In the summer of 2003, fellow war correspondent and friend Scott Wallace and I were in Baghdad working on separate assignments that had come to an end. We needed to get out of Iraq, and by a stroke of luck, secured two spots on a military flight headed to Ali Al Salem Air Base in Kuwait. Getting to the airport was tricky, however. On the day of our departure, we put on what body armor we had at the time and loaded our gear into the back of a soft-side Humvee belonging to U.S. soldiers. They had offered us a lift because they knew we needed to drive down the harrowing Route Irish—the then-infamous airport access road known then as the deadliest highway in the world.
In the backseat of the Humvee with the windows rolled down, I tried to hold off my fear of suicide bombers awaiting a soft military target through slow and steady breathing laced with silent prayers. By the time we climbed aboard the C-130, we were little more than a dozen miles away from our starting point, but it felt as if we had traversed a thousand. That trip for me would turn into the first of numerous journeys in and out of war zones for reporting assignments. All these years later, the memory of that moment of finally sitting down on the mesh seat still floods me with an overwhelming feeling of relief.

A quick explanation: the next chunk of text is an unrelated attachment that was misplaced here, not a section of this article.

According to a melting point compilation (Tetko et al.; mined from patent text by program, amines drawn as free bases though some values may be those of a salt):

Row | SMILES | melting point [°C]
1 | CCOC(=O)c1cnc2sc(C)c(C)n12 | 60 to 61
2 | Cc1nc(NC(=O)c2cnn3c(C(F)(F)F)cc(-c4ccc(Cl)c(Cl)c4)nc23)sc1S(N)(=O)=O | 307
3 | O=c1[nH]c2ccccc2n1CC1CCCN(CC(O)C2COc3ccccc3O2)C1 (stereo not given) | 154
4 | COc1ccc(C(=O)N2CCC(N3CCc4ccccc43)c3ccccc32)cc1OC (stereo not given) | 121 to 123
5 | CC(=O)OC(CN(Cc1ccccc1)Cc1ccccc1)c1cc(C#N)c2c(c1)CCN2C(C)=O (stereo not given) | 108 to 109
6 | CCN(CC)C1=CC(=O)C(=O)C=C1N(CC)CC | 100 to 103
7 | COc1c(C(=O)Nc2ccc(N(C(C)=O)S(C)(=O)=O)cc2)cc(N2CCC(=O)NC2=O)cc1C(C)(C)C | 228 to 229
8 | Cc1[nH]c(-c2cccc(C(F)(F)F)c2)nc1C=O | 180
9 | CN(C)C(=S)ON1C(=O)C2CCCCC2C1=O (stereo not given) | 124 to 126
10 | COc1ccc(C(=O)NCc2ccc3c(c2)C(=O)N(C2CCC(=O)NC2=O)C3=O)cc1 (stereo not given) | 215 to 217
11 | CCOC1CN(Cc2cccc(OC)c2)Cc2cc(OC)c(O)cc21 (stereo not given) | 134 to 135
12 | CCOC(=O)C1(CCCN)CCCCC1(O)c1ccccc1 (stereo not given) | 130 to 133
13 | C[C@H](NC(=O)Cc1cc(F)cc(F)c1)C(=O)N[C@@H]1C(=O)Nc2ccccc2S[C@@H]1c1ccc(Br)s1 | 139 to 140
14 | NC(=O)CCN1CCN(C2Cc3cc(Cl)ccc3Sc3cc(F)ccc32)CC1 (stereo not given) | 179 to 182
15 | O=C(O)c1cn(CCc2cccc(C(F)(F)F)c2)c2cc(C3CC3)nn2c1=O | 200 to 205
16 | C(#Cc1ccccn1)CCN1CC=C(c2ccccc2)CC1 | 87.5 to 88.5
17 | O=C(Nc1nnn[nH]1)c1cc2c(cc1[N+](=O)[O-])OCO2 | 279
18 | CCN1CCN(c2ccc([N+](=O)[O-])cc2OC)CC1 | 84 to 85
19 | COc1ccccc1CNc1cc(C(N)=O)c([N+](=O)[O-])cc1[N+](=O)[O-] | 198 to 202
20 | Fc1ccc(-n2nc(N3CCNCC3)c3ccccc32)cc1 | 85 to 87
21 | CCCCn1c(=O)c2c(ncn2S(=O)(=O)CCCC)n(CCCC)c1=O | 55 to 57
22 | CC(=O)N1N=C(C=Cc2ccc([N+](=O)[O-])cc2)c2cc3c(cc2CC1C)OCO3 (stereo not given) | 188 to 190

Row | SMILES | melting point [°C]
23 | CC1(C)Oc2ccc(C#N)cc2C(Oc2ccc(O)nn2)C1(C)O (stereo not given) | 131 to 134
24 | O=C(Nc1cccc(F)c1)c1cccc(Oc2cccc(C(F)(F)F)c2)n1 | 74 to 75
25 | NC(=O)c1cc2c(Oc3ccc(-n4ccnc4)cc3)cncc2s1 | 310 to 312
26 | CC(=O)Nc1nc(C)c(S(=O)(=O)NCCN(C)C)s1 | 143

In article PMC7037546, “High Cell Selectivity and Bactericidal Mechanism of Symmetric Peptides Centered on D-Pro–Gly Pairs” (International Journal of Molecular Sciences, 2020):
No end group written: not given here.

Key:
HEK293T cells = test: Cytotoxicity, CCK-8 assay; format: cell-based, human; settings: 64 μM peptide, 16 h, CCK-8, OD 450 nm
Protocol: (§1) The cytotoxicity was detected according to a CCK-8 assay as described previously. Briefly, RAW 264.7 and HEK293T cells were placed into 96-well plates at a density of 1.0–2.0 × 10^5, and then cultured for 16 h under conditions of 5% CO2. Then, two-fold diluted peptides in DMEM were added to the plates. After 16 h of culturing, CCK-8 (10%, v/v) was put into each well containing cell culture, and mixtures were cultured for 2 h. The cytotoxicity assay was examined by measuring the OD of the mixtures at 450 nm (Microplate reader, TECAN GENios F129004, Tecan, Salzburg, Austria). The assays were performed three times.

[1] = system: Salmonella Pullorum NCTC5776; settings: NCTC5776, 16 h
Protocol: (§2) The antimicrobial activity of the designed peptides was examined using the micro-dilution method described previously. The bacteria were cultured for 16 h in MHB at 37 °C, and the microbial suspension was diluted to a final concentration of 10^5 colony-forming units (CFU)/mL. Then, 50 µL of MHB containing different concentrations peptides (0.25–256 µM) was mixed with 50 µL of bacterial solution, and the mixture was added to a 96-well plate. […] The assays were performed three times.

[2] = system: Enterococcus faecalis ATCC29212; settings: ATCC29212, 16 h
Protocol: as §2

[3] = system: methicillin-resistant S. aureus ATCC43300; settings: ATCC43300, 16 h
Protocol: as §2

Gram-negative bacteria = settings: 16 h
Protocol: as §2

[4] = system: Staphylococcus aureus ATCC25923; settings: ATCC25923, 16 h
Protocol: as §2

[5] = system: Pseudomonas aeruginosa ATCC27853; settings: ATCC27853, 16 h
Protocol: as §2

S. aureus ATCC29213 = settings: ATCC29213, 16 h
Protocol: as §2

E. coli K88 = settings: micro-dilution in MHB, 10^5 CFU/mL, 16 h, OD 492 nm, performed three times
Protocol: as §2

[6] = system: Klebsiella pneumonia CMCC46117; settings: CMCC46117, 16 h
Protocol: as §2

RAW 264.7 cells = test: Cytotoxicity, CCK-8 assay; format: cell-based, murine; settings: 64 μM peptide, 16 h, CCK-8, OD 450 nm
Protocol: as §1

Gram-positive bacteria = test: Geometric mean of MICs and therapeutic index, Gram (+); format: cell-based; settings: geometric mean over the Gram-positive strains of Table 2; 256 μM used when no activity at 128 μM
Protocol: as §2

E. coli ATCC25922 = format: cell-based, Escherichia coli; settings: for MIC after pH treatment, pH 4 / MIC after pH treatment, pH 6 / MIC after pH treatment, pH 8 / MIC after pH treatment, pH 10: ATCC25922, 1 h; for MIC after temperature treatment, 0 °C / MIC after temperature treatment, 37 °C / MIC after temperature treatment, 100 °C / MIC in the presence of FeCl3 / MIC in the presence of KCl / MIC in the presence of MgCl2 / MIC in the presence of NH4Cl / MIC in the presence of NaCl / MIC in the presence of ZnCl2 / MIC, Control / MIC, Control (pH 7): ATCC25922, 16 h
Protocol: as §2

—Kimberly Johnson, Military Writer
The C-130 is the unmatched workhorse of the U.S. Armed Forces. This aircraft is near and dear to my heart, due to the six years I spent turning wrenches on it. This photo was taken in Italy on the way back from our deployment to the Middle East. The photo at the top of this article is where my love for aircraft came to fruition. In Wichita Falls, Texas, I spent months learning the ins and outs of what it takes to make a airplane fly. It’s a very humbling situation to be responsible for every life on an aircraft without being the one to pilot it. My fellow airman and I were proud to have worked on such an amazing machine.
—Jeremy Kariuki, Reporter